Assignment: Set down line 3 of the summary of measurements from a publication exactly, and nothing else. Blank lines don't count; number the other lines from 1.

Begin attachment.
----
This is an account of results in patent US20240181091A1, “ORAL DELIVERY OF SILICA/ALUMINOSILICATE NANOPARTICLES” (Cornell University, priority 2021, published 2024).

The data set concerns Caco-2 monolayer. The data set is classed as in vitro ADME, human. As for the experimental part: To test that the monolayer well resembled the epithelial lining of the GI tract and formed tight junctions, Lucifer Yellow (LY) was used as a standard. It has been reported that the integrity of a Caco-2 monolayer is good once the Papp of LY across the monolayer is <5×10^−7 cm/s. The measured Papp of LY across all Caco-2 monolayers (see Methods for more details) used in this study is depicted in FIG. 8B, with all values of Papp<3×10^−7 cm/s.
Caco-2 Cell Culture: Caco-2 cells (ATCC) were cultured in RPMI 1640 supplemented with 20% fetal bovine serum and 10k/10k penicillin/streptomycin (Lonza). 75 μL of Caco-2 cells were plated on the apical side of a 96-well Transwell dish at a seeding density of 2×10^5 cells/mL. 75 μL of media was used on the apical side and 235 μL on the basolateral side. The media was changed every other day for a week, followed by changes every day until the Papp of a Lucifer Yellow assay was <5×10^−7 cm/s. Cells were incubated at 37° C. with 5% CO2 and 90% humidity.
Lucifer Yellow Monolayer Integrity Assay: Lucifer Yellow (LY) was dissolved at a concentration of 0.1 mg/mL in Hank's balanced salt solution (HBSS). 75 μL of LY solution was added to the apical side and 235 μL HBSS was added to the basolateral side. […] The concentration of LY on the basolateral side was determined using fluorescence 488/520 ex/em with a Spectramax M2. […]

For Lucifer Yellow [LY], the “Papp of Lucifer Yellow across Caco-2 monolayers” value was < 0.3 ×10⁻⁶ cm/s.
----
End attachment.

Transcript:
Caco-2 Cell Culture: Caco-2 cells (ATCC) were cultured in RPMI 1640 supplemented with 20% fetal bovine serum and 10k/10k penicillin/streptomycin (Lonza). 75 μL of Caco-2 cells were plated on the apical side of a 96-well Transwell dish at a seeding density of 2×10^5 cells/mL. 75 μL of media was used on the apical side and 235 μL on the basolateral side. The media was changed every other day for a week, followed by changes every day until the Papp of a Lucifer Yellow assay was <5×10^−7 cm/s. Cells were incubated at 37° C. with 5% CO2 and 90% humidity.